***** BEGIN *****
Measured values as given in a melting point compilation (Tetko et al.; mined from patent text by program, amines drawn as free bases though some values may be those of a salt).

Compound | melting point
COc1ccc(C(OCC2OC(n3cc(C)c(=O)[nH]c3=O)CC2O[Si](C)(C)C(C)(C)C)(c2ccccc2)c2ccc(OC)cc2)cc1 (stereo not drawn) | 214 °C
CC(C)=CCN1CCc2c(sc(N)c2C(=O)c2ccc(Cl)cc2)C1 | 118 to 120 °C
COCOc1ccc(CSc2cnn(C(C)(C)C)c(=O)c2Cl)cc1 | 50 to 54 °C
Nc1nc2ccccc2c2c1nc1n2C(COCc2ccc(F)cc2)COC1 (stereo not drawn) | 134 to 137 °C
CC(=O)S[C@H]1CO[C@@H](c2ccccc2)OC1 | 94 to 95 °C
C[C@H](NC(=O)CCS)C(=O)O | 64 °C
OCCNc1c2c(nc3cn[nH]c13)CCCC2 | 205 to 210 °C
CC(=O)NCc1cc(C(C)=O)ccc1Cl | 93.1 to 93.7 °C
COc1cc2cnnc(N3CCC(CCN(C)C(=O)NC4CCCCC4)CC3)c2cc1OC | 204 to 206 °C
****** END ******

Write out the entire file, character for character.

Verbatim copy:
Measured values as given in a melting point compilation (Tetko et al.; mined from patent text by program, amines drawn as free bases though some values may be those of a salt).

Compound | melting point
COc1ccc(C(OCC2OC(n3cc(C)c(=O)[nH]c3=O)CC2O[Si](C)(C)C(C)(C)C)(c2ccccc2)c2ccc(OC)cc2)cc1 (stereo not drawn) | 214 °C
CC(C)=CCN1CCc2c(sc(N)c2C(=O)c2ccc(Cl)cc2)C1 | 118 to 120 °C
COCOc1ccc(CSc2cnn(C(C)(C)C)c(=O)c2Cl)cc1 | 50 to 54 °C
Nc1nc2ccccc2c2c1nc1n2C(COCc2ccc(F)cc2)COC1 (stereo not drawn) | 134 to 137 °C
CC(=O)S[C@H]1CO[C@@H](c2ccccc2)OC1 | 94 to 95 °C
C[C@H](NC(=O)CCS)C(=O)O | 64 °C
OCCNc1c2c(nc3cn[nH]c13)CCCC2 | 205 to 210 °C
CC(=O)NCc1cc(C(C)=O)ccc1Cl | 93.1 to 93.7 °C
COc1cc2cnnc(N3CCC(CCN(C)C(=O)NC4CCCCC4)CC3)c2cc1OC | 204 to 206 °C